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Staff Continuing to Work on IFRS, Chief Accountant Says

December 10, 2013

Many observers thought IFRS was a dead issue in the United States when the SEC last year signaled that it wouldn’t consider making a decision. Eighteen months later, with a new chairman and two new commissioners in place, that stance may be changing. Paul Beswick, the agency’s top accountant, said “everyone in the SEC” is thinking about “what the next steps” should be, and the staff is continuing to work on the decision and hoped to “get to it in the near term.”

The debate over whether U.S. public companies should switch to IFRS seemed to have ended when the SEC’s July 2012 final staff report made no recommendations on what the SEC should do and at the same time described the difficulties the U.S. would face if it switched.

A year-and-a-half later, the SEC’s top accountant indicated that the agency may soon revisit the issue.

“I think everyone in the commission thinks about the decision on IFRS, what sort of next steps are, [and] thinks it’s very important,” said SEC Chief Accountant Paul Beswick at AICPA’s National Conference on SEC and PCAOB Developments on December 9, 2013, in Washington. “We are in a position where we are continuing to work on the decision. Hopefully we can get to it in the near term.”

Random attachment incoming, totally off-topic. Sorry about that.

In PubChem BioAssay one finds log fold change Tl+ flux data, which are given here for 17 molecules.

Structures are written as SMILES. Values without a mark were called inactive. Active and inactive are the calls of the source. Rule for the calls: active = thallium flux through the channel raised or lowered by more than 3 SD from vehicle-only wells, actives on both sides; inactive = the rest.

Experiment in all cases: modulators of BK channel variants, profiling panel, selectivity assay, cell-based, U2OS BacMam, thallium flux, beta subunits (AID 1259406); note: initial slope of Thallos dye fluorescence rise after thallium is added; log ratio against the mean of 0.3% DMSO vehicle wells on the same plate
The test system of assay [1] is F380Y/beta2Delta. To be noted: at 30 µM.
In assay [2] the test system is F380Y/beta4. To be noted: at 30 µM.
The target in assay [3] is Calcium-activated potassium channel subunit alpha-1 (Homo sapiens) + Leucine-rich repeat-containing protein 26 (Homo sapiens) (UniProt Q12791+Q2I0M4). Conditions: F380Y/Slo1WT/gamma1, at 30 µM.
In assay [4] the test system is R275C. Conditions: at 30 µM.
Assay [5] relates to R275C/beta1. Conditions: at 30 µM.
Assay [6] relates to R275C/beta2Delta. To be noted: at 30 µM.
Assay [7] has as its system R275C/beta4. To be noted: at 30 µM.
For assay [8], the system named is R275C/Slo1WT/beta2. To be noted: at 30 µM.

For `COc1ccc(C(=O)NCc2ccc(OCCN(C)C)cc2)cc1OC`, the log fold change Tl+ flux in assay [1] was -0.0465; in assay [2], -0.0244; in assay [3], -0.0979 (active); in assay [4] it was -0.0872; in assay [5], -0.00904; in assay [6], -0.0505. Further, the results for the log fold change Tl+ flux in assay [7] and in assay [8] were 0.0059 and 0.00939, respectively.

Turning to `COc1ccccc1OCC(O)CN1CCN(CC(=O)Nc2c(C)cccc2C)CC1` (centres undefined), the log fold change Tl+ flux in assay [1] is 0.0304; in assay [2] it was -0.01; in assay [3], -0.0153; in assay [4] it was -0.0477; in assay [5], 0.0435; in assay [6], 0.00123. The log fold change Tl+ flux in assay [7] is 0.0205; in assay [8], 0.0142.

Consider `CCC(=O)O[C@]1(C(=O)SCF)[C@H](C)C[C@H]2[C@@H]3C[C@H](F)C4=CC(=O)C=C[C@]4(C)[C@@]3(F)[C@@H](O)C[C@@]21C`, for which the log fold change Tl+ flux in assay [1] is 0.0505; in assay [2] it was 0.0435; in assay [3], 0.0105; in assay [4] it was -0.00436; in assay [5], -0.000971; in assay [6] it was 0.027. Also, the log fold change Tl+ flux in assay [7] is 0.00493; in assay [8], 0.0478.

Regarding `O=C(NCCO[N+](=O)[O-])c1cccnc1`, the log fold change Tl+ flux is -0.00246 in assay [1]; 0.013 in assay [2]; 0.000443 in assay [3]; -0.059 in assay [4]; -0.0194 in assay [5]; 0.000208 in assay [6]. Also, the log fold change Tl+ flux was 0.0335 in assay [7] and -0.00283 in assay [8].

The agency may be picking up the issue again given the shift in the makeup in the SEC’s leadership with the addition of the two newest commissioners, Kara Stein and Michael Piwowar, in August. Shortly after taking the helm of the SEC in the spring, Chairman Mary Jo White declared her interest in IFRS by saying it is a “high priority” for her. In October, White reiterated her interest and added that fellow commissioners are discussing IFRS internally.

Nevertheless, how soon the commission can pay full attention and come to an official decision on IFRS is still not certain as White said her priority is completing congressionally mandated rules. While the SEC has made some progress with the Dodd-Frank and JOBS Act rules, it is by no means finished. and

“What many people have to realize is with the passage of Dodd-Frank and the JOBS Act, the commission had a number of issues that were presented to itself that ended up being very complex in taking a lot of time,” Beswick explained. “When you think about five commissioners, there is a certain level of bandwidth and time. That’s doesn’t mean that we think it’s any less important…. I didn’t want people to walk away with the perception we don’t think it’s important. We think it’s very important. We are dealing with some of the challenges in terms of commission’s rulemaking agenda.”

According to Davis Polk & Wardwell LLP, out of 95 rules that Dodd-Frank required the SEC to write, the regulatory agency has so far proposed or finalized 77 rules as of December 2. On the JOBS Act, the SEC has made some progress with general solicitation and crowdfunding rules this year.